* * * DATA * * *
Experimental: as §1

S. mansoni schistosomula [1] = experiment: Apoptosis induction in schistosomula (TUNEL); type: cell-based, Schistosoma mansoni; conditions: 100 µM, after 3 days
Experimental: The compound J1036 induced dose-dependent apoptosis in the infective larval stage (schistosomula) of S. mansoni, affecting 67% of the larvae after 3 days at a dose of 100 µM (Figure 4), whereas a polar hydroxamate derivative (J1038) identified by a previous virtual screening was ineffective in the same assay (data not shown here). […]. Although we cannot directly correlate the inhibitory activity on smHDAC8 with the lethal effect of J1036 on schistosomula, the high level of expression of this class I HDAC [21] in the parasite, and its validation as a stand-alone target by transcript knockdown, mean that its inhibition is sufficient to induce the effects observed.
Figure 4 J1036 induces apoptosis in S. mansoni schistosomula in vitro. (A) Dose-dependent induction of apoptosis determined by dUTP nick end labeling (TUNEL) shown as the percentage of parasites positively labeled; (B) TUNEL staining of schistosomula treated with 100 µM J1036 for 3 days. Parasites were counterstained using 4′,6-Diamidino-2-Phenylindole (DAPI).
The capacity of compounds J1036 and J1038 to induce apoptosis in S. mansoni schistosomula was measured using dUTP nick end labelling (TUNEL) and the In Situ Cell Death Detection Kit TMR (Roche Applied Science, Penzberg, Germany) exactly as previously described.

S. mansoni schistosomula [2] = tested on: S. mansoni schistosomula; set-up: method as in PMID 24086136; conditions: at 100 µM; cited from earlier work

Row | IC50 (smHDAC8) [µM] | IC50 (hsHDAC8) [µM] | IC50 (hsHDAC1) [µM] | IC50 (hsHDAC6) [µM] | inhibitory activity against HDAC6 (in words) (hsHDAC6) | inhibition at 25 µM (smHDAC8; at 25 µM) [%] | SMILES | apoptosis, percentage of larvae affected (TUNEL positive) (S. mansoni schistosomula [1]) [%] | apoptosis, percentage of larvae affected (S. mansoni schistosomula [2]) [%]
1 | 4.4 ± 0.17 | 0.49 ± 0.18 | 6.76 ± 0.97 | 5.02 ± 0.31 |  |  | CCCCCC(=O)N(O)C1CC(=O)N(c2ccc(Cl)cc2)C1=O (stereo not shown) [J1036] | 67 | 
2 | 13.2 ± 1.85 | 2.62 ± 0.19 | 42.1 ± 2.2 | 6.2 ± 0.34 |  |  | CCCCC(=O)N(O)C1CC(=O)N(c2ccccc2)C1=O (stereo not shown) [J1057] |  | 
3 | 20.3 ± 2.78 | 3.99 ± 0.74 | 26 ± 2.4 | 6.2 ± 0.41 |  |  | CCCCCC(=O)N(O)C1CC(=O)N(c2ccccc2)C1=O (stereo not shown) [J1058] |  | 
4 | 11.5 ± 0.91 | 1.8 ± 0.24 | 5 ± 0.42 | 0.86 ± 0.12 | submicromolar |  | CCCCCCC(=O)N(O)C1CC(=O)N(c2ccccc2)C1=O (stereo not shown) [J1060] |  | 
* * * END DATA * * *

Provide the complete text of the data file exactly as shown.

Experimental: as §1

S. mansoni schistosomula [1] = experiment: Apoptosis induction in schistosomula (TUNEL); type: cell-based, Schistosoma mansoni; conditions: 100 µM, after 3 days
Experimental: The compound J1036 induced dose-dependent apoptosis in the infective larval stage (schistosomula) of S. mansoni, affecting 67% of the larvae after 3 days at a dose of 100 µM (Figure 4), whereas a polar hydroxamate derivative (J1038) identified by a previous virtual screening was ineffective in the same assay (data not shown here). […]. Although we cannot directly correlate the inhibitory activity on smHDAC8 with the lethal effect of J1036 on schistosomula, the high level of expression of this class I HDAC [21] in the parasite, and its validation as a stand-alone target by transcript knockdown, mean that its inhibition is sufficient to induce the effects observed.
Figure 4 J1036 induces apoptosis in S. mansoni schistosomula in vitro. (A) Dose-dependent induction of apoptosis determined by dUTP nick end labeling (TUNEL) shown as the percentage of parasites positively labeled; (B) TUNEL staining of schistosomula treated with 100 µM J1036 for 3 days. Parasites were counterstained using 4′,6-Diamidino-2-Phenylindole (DAPI).
The capacity of compounds J1036 and J1038 to induce apoptosis in S. mansoni schistosomula was measured using dUTP nick end labelling (TUNEL) and the In Situ Cell Death Detection Kit TMR (Roche Applied Science, Penzberg, Germany) exactly as previously described.

S. mansoni schistosomula [2] = tested on: S. mansoni schistosomula; set-up: method as in PMID 24086136; conditions: at 100 µM; cited from earlier work

Row | IC50 (smHDAC8) [µM] | IC50 (hsHDAC8) [µM] | IC50 (hsHDAC1) [µM] | IC50 (hsHDAC6) [µM] | inhibitory activity against HDAC6 (in words) (hsHDAC6) | inhibition at 25 µM (smHDAC8; at 25 µM) [%] | SMILES | apoptosis, percentage of larvae affected (TUNEL positive) (S. mansoni schistosomula [1]) [%] | apoptosis, percentage of larvae affected (S. mansoni schistosomula [2]) [%]
1 | 4.4 ± 0.17 | 0.49 ± 0.18 | 6.76 ± 0.97 | 5.02 ± 0.31 |  |  | CCCCCC(=O)N(O)C1CC(=O)N(c2ccc(Cl)cc2)C1=O (stereo not shown) [J1036] | 67 | 
2 | 13.2 ± 1.85 | 2.62 ± 0.19 | 42.1 ± 2.2 | 6.2 ± 0.34 |  |  | CCCCC(=O)N(O)C1CC(=O)N(c2ccccc2)C1=O (stereo not shown) [J1057] |  | 
3 | 20.3 ± 2.78 | 3.99 ± 0.74 | 26 ± 2.4 | 6.2 ± 0.41 |  |  | CCCCCC(=O)N(O)C1CC(=O)N(c2ccccc2)C1=O (stereo not shown) [J1058] |  | 
4 | 11.5 ± 0.91 | 1.8 ± 0.24 | 5 ± 0.42 | 0.86 ± 0.12 | submicromolar |  | CCCCCCC(=O)N(O)C1CC(=O)N(c2ccccc2)C1=O (stereo not shown) [J1060] |  | 